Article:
Record new installed capacity, record electricity production, record investment: on a global scale, the development of renewable energies has never been so rapid. The sign that the profound transformation of the energy sector is well under way? No, answers the international network of renewable energies REN21, which publishes, Wednesday June 15, the 17e edition of its annual report. Because, despite this unprecedented growth, particularly in wind and solar power, the energy system continues to be largely dominated by fossil fuels, at levels almost similar to what they were ten years ago. “The energy transition is not taking place”, regrets REN21, which brings together members from the worlds of science, academia, industry, NGOs and governments.
The 2022 Report on the world state of renewable energies, on which more than 650 experts worked, takes stock of the sector and formulates the severe observation of a missed opportunity. The promises of “green revival” imported after two years of the Covid-19 pandemic have not materialized. An unprecedented crisis aggravated since the war waged by Russia in Ukraine has caused the prices of energy and raw materials to soar. “While in 2021 more and more governments have committed to achieving carbon neutrality, the reality is that, in response to the crisis, many countries are starting to develop new sources of fossil fuels again, and to burn more”explains the executive director of REN21, Rana Adib.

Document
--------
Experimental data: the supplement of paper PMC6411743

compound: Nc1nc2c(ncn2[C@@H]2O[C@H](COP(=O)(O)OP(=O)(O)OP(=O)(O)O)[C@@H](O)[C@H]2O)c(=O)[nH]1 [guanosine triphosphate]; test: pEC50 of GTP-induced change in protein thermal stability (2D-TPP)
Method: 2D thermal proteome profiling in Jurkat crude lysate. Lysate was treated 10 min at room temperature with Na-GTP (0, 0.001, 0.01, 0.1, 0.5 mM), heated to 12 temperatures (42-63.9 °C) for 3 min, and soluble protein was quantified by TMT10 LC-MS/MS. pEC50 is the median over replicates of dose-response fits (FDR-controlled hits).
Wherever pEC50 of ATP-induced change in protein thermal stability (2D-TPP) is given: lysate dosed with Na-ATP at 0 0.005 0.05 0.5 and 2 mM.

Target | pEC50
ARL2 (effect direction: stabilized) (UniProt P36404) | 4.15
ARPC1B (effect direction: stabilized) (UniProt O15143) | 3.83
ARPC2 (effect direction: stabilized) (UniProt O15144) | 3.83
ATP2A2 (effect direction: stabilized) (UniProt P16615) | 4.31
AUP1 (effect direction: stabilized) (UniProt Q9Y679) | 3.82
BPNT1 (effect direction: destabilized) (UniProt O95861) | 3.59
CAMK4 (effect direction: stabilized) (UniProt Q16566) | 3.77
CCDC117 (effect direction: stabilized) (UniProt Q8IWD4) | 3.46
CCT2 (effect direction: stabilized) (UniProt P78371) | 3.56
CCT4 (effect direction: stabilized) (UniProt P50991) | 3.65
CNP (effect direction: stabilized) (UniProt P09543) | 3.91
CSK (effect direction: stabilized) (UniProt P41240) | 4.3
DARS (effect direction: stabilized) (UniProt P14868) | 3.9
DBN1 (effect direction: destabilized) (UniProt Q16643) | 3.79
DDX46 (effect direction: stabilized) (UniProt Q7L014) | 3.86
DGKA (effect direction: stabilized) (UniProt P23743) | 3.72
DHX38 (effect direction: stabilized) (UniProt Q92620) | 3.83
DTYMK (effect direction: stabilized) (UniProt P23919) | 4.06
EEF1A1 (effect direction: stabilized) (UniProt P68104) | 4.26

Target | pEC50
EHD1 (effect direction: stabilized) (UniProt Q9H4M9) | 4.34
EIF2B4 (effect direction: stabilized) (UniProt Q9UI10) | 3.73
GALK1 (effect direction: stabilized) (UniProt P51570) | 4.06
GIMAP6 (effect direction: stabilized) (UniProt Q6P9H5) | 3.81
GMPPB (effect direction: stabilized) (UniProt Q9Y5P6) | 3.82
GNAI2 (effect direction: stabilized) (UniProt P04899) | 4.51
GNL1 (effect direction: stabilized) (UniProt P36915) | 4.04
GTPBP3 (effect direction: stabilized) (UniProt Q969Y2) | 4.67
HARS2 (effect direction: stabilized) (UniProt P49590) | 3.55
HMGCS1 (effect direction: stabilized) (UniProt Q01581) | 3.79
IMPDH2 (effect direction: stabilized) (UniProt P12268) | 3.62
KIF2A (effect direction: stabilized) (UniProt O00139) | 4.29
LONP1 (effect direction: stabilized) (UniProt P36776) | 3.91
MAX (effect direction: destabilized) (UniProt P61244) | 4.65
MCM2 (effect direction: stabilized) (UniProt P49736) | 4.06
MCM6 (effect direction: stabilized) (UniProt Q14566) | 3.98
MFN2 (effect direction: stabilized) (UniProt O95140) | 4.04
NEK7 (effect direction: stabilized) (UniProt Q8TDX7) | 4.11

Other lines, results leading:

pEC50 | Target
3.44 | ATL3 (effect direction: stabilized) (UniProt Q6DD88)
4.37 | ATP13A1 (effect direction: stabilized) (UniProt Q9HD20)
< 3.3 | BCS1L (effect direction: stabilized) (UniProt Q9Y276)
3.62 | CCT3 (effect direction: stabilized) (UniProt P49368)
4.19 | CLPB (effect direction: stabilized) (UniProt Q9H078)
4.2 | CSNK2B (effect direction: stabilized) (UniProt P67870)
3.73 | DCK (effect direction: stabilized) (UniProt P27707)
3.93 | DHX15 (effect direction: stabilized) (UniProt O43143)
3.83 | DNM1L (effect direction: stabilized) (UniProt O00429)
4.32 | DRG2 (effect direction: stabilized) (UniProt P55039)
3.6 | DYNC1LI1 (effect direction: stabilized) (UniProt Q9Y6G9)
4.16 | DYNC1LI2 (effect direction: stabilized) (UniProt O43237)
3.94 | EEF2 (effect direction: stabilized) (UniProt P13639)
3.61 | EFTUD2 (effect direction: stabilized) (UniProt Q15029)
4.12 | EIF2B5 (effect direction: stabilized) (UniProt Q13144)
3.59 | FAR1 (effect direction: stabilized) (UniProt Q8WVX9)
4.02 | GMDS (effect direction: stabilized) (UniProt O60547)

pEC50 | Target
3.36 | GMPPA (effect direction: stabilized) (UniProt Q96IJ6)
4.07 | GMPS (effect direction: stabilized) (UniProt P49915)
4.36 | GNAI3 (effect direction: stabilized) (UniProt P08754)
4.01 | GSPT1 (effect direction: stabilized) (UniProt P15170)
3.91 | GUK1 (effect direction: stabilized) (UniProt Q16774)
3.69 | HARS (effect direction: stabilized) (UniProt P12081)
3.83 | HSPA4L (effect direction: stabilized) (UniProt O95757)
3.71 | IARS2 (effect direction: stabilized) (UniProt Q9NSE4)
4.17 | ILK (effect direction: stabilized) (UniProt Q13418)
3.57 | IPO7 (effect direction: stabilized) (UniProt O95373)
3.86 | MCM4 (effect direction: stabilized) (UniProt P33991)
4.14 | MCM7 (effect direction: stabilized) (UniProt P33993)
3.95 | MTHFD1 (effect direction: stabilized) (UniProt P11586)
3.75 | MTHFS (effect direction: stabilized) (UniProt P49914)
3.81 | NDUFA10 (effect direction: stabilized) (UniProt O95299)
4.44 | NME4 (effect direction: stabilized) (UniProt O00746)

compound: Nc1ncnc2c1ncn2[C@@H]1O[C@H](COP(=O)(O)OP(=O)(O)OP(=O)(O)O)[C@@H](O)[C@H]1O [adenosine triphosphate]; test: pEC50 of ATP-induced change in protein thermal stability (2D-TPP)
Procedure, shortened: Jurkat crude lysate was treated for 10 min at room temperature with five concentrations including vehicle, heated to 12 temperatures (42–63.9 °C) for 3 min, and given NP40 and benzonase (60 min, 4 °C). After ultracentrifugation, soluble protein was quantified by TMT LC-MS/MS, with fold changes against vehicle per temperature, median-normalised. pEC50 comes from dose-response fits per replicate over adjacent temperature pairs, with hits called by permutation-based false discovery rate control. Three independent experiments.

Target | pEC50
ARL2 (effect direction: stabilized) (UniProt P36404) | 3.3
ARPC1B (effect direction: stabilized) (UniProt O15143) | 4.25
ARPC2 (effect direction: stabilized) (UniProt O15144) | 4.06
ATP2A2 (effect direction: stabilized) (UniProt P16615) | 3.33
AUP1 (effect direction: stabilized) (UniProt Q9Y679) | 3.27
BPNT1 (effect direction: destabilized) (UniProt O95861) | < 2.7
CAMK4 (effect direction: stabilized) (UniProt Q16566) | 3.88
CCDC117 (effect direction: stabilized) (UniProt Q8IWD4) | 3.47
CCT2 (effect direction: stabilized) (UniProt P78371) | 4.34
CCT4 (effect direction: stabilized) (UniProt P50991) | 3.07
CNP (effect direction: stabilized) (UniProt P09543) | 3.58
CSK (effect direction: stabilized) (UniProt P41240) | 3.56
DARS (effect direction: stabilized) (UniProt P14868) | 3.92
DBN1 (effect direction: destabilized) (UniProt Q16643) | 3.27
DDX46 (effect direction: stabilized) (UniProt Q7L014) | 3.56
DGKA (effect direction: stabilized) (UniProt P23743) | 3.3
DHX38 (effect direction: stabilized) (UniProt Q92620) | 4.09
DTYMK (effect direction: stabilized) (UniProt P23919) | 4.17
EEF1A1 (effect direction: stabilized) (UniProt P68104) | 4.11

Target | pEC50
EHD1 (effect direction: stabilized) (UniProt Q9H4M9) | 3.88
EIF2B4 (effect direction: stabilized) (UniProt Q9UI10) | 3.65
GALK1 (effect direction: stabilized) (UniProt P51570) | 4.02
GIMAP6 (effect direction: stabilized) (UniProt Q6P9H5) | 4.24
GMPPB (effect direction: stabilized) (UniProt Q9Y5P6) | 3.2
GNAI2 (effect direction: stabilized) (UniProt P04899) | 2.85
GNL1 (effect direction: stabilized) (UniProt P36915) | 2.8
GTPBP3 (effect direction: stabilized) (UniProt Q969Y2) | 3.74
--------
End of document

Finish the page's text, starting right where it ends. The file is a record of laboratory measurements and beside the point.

At the same time, energy demand continued to grow (+4% in 2021), particularly in emerging countries in Africa and Asia. Or, a large part of these needs have been met by an accumulated reliance on coal and natural gas. Global CO emissions2, three-quarters of which are related to the energy sector, jumped 6% last year, adding 2 billion tonnes to the atmosphere. China also became the first country to exceed one terawatt of installed capacity. According to the International Energy Agency (IEA), this strong growth should continue in 2022: Beijing, for example, announced in early June that it wanted to double its solar and wind production by 2025.
Although unprecedented, the pace of development of renewables observed in 2021 remains largely insufficient to achieve carbon neutrality by 2050: it would be necessary to go almost three times faster. “Even if we break records for the growth of renewables, we are not at all on the trajectory to achieve the objectives of the Paris agreement on the climate”reminds Mme Adib. This growth should also not only concern the electricity sector, as is still largely the case today – renewables provide around 28% of the electricity mix. In sectors as important as transport and heat, which respectively represent 32% and 51% of final energy consumption, the share of renewables is still marginal (3.7% and 11.2%).
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